Mate its an MMO, you had to know it had a finite shelf life. Your time would have been better spent on something productive: Something you could make last. Yes its sad that your game is being shut down, but if you’ve invested that much time into this character, then i think you may have larger problems then a game closing down… Like getting that fixated on a game.

    5. It Has Tons of Features AND Room to Grow, Too

    Sure, but what it lacked was “tons of interest.” Its player base numbers were plummeting & it wasn’t making the money necessary for the company to justify keeping it operational. It could have trillionty bazillion features, but it doesn’t matter if there just aren’t enough people to keep it operaitonal. But the fact is that the extra features were just a bandaid over the giant issues the game had, the major one being that the base system for the game was just not a lot of funny (cool down timers are not fun guys, they just aren’t).

    I’m sorry the game is being shut off, but lets not pretend this game was brillaint and magical: It was medicore when it was new & it did not age well. It is time for it to gracefully step off the stage & be retired… Maybe one day someone will make a new version, but until that day, this is “game over”.

  3. @icky812: You may be forgetting that a good chunk (half, if I recall correctly) of those 80 developers were working on a “secret project” that was not CoH. The money required to fund continued development on CoH was far less than what it was costing to develop both games.

    @Matthew R Lane: OK, point by point.

    1) When was the last time an online petition actually garnered signatures for more than about 10% of the group that actually cared about what the petition was trying to change? The number of signatures on the petition is in no way representative of the number of CoH players. It also doesn’t take into account the fact that not only were there still a lot of players who were not only subscribers, but multiple subscribers. It isn’t hard to find people who had two or three accounts in the same household. (I have two myself.) Some people had as many as five. One signature does not necessarily equate to only one subscription.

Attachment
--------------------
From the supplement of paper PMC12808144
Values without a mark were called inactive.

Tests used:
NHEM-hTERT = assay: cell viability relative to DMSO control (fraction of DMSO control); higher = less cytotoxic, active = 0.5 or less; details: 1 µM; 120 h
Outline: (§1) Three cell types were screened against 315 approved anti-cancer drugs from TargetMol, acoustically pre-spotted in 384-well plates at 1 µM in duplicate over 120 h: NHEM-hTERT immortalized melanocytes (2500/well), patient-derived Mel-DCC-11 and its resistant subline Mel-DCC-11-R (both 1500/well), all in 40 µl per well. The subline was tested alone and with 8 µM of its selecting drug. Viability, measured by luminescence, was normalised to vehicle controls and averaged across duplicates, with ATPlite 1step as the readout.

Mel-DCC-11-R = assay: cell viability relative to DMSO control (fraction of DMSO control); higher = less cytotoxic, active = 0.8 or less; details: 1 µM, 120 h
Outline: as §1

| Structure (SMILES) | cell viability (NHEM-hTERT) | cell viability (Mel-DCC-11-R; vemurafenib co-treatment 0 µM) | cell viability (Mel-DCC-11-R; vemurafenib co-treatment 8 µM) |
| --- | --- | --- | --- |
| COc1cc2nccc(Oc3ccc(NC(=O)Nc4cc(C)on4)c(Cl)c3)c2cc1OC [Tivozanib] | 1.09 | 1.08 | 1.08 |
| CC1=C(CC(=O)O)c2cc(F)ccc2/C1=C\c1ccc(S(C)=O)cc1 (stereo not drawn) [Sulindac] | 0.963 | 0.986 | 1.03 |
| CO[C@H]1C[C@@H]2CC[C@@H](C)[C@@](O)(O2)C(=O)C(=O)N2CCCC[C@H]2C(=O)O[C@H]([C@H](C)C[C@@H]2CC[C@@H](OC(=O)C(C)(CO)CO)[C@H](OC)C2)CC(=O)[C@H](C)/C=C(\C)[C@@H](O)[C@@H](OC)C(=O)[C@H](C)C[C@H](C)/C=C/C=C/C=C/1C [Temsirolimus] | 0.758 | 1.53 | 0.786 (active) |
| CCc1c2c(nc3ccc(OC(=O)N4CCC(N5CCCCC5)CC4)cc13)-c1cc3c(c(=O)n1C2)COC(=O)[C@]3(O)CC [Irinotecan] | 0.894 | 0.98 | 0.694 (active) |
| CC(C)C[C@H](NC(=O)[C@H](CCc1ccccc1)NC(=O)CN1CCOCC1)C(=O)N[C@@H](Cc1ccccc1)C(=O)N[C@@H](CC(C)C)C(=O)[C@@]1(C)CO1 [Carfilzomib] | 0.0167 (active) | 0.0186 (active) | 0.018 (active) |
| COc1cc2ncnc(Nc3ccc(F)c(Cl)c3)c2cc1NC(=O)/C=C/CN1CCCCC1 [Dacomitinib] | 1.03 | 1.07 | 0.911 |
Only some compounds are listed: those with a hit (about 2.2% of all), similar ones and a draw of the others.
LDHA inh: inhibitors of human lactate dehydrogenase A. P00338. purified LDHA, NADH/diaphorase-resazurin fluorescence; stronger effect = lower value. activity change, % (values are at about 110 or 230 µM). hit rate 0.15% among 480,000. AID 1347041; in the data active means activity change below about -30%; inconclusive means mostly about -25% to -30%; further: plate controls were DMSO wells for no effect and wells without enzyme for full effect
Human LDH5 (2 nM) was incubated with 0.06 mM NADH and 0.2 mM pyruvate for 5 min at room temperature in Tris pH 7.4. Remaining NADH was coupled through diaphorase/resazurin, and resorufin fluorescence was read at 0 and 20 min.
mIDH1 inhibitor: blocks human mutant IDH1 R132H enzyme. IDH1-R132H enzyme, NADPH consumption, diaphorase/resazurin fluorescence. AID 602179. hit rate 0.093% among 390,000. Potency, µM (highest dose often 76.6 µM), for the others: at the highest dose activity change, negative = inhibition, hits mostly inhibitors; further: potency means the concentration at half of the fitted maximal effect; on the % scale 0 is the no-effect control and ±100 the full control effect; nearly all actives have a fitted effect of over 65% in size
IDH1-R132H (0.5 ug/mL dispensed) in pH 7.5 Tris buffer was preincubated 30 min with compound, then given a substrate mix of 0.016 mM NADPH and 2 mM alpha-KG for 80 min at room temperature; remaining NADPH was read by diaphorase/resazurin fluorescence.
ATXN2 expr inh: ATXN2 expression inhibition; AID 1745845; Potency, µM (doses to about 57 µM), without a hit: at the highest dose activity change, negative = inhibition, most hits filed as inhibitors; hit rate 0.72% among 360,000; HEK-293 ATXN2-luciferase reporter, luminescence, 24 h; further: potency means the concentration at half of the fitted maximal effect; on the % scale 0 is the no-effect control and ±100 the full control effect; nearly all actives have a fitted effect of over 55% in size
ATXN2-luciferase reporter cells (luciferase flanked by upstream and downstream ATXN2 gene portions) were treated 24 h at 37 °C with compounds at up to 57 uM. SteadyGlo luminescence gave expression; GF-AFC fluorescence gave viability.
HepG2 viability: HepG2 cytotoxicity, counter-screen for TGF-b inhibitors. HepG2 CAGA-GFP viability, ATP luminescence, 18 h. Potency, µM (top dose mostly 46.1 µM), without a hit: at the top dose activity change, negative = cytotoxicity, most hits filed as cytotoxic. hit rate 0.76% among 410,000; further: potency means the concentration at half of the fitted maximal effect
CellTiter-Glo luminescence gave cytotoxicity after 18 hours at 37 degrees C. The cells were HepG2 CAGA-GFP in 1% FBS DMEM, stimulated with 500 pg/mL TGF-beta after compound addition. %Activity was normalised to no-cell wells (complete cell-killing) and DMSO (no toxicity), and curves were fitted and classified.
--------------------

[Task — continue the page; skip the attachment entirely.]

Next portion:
2) As you’ve already pointed out, there are currently three MMOs that focus on the superhero genre. That’s a pretty small segment of the overall MMO market to begin with. One of those MMOs was designed for console play and is difficult at best to play without a game controller. The other has its own combat style and unique mission structure. Each of the three games plays differently and draws in different audiences.

    The offline CoH costume creator you mention was released to promote the City of Hero release in Korea and was only available very briefly. The in-game costume creator has evolved so drastically since then that the offline costume creator has been entirely incompatible with it for a very long time.

    I’ve never had any issues with personalizing a costume in CoH. It’s actually more difficult to copy another look because of all the options you have available to select from. And more options have been added every few months for quite some time. Even more were on the way in the next update that won’t make it live.

    If CO plays anything at all like DDO, you’d better understand those numbers or you’re going to be hard pressed to survive anything. I’ve been playing DDO casually for years now and I still find that it’s very easy to screw up a character so bad that it’s almost unplayable if you aren’t careful to plan ahead and constantly be on the lookout for upgrades to your gear. While understanding the underlying mechanics in CoH may make it more interesting for some people, it’s far easier to just pick powers and slots at random as you level up and still end up with a character that fairly well. (And if you’re having trouble, you can always adjust your notoriety settings to make it easier to get through a mission.)